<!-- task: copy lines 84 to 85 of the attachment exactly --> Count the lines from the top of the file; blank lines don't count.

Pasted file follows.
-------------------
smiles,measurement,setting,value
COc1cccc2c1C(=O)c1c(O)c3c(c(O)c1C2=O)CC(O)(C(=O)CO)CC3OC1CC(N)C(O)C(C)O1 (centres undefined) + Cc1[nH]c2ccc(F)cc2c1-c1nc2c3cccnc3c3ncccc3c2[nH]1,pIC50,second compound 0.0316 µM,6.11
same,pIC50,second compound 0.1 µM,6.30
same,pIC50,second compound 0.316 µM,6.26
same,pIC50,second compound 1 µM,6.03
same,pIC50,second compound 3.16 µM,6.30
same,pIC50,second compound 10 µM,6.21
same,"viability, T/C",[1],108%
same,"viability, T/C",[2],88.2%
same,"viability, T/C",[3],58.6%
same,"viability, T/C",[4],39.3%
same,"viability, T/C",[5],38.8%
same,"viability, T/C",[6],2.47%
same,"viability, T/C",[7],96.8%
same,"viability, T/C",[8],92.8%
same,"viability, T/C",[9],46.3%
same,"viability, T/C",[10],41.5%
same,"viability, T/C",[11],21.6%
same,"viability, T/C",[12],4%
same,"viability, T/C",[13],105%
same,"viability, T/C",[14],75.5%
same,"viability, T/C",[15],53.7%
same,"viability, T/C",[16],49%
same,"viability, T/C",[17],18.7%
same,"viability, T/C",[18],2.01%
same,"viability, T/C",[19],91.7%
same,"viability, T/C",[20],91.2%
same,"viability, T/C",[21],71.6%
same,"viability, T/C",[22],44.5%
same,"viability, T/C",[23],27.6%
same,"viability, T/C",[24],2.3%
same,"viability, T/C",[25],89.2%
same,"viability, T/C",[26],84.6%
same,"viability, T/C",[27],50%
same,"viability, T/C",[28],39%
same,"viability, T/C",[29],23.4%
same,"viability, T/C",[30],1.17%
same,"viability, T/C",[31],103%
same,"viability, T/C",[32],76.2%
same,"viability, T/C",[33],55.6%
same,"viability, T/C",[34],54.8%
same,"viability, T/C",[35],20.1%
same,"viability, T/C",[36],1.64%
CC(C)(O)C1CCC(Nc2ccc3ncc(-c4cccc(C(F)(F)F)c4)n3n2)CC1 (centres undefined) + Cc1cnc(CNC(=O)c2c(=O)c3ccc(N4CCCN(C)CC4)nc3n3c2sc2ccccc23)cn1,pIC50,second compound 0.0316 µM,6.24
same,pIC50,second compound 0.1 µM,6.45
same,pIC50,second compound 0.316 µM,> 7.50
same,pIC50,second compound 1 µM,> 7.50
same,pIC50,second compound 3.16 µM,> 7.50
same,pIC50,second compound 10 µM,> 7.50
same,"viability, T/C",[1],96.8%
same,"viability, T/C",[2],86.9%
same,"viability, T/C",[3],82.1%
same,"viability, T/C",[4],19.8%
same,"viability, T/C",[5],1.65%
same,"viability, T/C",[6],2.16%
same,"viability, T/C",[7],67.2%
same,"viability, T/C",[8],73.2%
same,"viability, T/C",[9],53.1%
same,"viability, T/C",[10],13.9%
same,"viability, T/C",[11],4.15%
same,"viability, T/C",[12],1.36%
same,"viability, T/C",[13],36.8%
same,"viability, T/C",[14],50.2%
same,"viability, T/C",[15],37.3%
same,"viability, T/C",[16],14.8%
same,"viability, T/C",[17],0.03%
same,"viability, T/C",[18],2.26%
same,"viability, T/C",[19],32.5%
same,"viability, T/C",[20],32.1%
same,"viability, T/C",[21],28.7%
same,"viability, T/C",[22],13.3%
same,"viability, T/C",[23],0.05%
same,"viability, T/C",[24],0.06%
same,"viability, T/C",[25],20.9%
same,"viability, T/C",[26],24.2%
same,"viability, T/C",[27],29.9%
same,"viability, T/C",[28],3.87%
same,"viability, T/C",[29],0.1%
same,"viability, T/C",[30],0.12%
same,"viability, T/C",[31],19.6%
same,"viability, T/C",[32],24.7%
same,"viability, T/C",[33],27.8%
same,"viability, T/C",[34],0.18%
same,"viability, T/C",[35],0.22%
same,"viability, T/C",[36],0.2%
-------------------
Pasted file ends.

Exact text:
same,"viability, T/C",[35],0.22%
same,"viability, T/C",[36],0.2%